PFAS litigation risks mount as EU claims rise

This article was originally published in Insurance Day, November 2023.

Consumers are becoming increasingly prepared to hold large corporations accountable for their actions. A recent rise in PFAS-related claims led in the EU has raised questions as to whether the UK can expect to face similar litigation.

Growing concerns about the potential environmental and health risks linked to perfluoroalkyl and polyfluoroalkyl (PFAS) substances has led to an increase in lawsuits globally, particularly in the US where thousands of PFAS-related civil lawsuits have been filed.

A recent, notable rise in claims filed in the EU is now raising questions as to whether the UK can expect to face PFAS litigation.

PFAS, which are found in a variety of products including cosmetics, cookware and firefighting foam, are commonly referred to as “forever chemicals” because of their persistent environmental presence, with some reported to take more than 1,000 years to degrade.

In the US, claims – including class actions – have been filed against household names in the chemicals, beverage and cosmetics industries for losses alleged to have been caused by the presence of PFAS within their products and packaging. Compensation is often claimed in respect of personal injury and medical monitoring costs based on exposure to PFAS.

Claims have also been filed in respect of diminished property values because of the presence of PFAS in soil and water systems, and for the costs of remediating water and soil where PFAS have been detected.

In August, a number of multinational manufacturing companies were granted preliminary approvals for multibillion-dollar settlements of lawsuits arising from the alleged contamination of water systems caused by firefighting foam. Settlement funds will go towards filtering out PFAS from drinking water supplies across several US states.

Litigation hotspot

Meanwhile in the EU in September, a class action lawsuit was led in the Hague, the Netherlands, against a US chemicals company and its parent company on behalf of 2,700 claimants. The lawsuit alleges PFAS contamination of soil, air and surface water from 1962 until now.

In separate proceedings, the same company was recently found liable for environmental damage caused by PFAS from 1984 to 1998, with the Rotterdam court ruling it should have better informed the towns of PFAS contamination.

The Netherlands has become a hotspot for collective actions because of its established class action framework, combined with global law firms having established Dutch offices to advance large-scale environmental litigation.

In contrast, in late 2022, a Swedish court ruled in favour of a chemicals company, finding high levels of PFAS in claimants’ bloodstreams does not constitute a physical injury. The decision demonstrates the importance of proving factual causation to establish liability.

In Australia in May, the Australian Federal Government settled a class action lawsuit in the sum of A$132.7 million. The lawsuit was brought on behalf of 30,000 claimants and concerned allegations of PFAS contamination from firefighting foam.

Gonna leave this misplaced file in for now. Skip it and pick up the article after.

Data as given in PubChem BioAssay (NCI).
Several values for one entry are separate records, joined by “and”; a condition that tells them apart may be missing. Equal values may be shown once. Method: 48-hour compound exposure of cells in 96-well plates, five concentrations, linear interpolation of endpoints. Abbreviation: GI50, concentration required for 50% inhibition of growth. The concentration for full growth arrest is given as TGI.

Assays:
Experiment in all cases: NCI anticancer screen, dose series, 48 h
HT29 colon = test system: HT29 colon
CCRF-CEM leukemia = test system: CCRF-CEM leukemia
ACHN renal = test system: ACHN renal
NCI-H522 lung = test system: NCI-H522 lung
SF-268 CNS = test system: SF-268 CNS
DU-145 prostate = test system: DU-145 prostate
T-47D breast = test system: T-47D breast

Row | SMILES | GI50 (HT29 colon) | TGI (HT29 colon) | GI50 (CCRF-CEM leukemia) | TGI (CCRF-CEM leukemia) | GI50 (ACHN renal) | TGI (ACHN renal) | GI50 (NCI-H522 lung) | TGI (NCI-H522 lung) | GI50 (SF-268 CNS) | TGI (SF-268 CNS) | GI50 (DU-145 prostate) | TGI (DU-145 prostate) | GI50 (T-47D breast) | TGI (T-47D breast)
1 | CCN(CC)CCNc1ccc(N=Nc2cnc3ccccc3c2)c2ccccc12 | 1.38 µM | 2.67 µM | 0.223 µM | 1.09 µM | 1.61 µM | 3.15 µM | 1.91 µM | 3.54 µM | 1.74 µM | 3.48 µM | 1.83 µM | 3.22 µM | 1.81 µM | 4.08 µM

In terms of the outlook for the UK, there are no PFAS-related claims in the UK at present although the potential for litigation cannot be ruled out as consumers become increasingly prepared to hold corporations accountable for their actions. This is exemplified by recent high-profile environmental group litigation brought in the UK courts. Ongoing regulatory scrutiny may also encourage future claims.

PFAS claims could be brought on a number of grounds, ranging from statutory nuisance in respect of any allegations of environmental damage, to product liability where the presence of PFAS substances is alleged to render a product unsafe.

It is possible businesses may also be at risk of “greenwashing” litigation arising from allegations of misrepresentation or misinformation, for example, if a product containing PFAS has been promoted as “eco- friendly”.

Legal causation

Establishing legal causation and wrongdoing may, however, prove a significant roadblock. First, it may not be possible to trace the origin of PFAS in rivers or other public sources where PFAS have been present for several decades and where there are several entities who may be responsible, but some no longer exist.

Second, the discharge of industrial effluent may be permitted under certain statutory regimes.

Finally, only two PFAS chemicals (perfluorooctane sulfonate and perfluorooctanoic acid) have reached a level of scientific research where they are considered harmful enough to be placed under regulation.

Claimants must be able to establish a causative link between exposure to PFAS and their individual illnesses. Insurers have been incorporating PFAS-related exclusions in their policies for several years, particularly where their insureds may have a history of PFAS use within their products, or operate in an industry susceptible to its use.

As PFAS claims often involve allegations of contamination spanning multiple decades and against a number of different manufacturers, it is possible historical policies could respond to the risks alleged.

Insurers should assess whether, and to what extent, coverage under relevant historical policies may respond, and whether any exclusions apply, paying particular attention to policies providing coverage for environmental risk, product liability, general liability and employers liability.

To understand coverage risks, insurers should also keep abreast of the UK Health and Safety Executive’s (HSE) position on PFAS. In April 2023, the HSE published a report that makes recommendations, including potentially limiting the use of PFAS in certain products.

Related items:

Read other items in London Market Brief - February 2024

Related content